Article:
Numerical simulation of a chimney flume



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The ventilation of buildings with chimney stacks has been a major problem because of the possibility of re-entry of exhaust gases through the fresh air vents. Harmful and odorous gases and vapors released from industries typically are controlled by employing exhaust systems designed to capture and convey the hazardous agents to a discharge point outside the building. These gases travel through the chimney and are dispersed into the open air. The fresh air vents on the building should be located such that the exhaust smoke leaving the building does not re-enter the building through these vents. The severity of hazards associated with these exhaust emissions is primarily determined by the toxicity of the chemicals, their concentrations at the discharge point, the degree to which they are dispersed. in the atmosphere before - reaching a person or a building air intake, and the sensitivity of the population exposed to the chemicals. The main objective of this research is to determine the location and height of a chimney on top of a building that would effectively disperse the exhaust gases into the atmosphere. The building under study is the Texas Tech field test facility building. A comparison of the experimental data and the numerical predictions for pressure coefficients on the building is also included. Also a comparison with the visual data from experiments conducted in a water tunnel have been made.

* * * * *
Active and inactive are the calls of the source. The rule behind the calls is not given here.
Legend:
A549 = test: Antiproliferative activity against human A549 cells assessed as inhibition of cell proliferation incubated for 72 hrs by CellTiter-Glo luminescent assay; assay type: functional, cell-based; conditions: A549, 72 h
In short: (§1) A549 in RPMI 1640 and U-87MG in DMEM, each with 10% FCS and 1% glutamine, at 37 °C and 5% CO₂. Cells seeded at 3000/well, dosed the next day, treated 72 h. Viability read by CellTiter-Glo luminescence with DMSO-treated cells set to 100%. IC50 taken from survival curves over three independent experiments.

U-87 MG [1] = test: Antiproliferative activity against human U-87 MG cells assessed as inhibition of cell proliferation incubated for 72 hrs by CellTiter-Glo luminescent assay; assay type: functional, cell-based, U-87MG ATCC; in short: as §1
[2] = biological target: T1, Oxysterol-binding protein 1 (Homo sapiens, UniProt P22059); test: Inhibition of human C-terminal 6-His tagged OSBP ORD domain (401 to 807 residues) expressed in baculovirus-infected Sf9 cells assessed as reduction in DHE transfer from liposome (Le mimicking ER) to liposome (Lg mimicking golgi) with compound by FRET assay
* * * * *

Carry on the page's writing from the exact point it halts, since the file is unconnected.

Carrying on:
Flumes -- Mathematical models, Chimneys -- Mathematical models, Flue gases -- Mathematical models